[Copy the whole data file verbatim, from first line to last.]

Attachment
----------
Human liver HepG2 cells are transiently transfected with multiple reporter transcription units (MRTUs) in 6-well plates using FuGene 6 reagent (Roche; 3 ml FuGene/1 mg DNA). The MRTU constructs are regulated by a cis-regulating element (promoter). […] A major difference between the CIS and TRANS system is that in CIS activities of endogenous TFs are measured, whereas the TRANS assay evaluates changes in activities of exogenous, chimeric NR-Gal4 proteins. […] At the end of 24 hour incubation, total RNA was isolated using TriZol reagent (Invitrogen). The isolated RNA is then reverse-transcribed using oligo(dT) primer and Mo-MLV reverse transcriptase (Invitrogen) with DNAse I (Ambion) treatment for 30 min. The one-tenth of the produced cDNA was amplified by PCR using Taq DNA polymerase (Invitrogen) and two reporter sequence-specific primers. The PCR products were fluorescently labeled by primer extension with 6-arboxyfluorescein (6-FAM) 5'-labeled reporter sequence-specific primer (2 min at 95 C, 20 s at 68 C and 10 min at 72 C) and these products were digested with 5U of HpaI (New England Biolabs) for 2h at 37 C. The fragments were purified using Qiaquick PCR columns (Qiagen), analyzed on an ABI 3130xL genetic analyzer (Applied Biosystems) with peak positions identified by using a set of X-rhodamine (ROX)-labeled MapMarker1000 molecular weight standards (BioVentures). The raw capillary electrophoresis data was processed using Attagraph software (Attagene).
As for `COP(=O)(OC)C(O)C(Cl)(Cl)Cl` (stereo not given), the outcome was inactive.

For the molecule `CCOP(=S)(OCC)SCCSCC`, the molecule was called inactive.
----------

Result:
Human liver HepG2 cells are transiently transfected with multiple reporter transcription units (MRTUs) in 6-well plates using FuGene 6 reagent (Roche; 3 ml FuGene/1 mg DNA). The MRTU constructs are regulated by a cis-regulating element (promoter). […] A major difference between the CIS and TRANS system is that in CIS activities of endogenous TFs are measured, whereas the TRANS assay evaluates changes in activities of exogenous, chimeric NR-Gal4 proteins. […] At the end of 24 hour incubation, total RNA was isolated using TriZol reagent (Invitrogen). The isolated RNA is then reverse-transcribed using oligo(dT) primer and Mo-MLV reverse transcriptase (Invitrogen) with DNAse I (Ambion) treatment for 30 min. The one-tenth of the produced cDNA was amplified by PCR using Taq DNA polymerase (Invitrogen) and two reporter sequence-specific primers. The PCR products were fluorescently labeled by primer extension with 6-arboxyfluorescein (6-FAM) 5'-labeled reporter sequence-specific primer (2 min at 95 C, 20 s at 68 C and 10 min at 72 C) and these products were digested with 5U of HpaI (New England Biolabs) for 2h at 37 C. The fragments were purified using Qiaquick PCR columns (Qiagen), analyzed on an ABI 3130xL genetic analyzer (Applied Biosystems) with peak positions identified by using a set of X-rhodamine (ROX)-labeled MapMarker1000 molecular weight standards (BioVentures). The raw capillary electrophoresis data was processed using Attagraph software (Attagene).
As for `COP(=O)(OC)C(O)C(Cl)(Cl)Cl` (stereo not given), the outcome was inactive.

For the molecule `CCOP(=S)(OCC)SCCSCC`, the molecule was called inactive.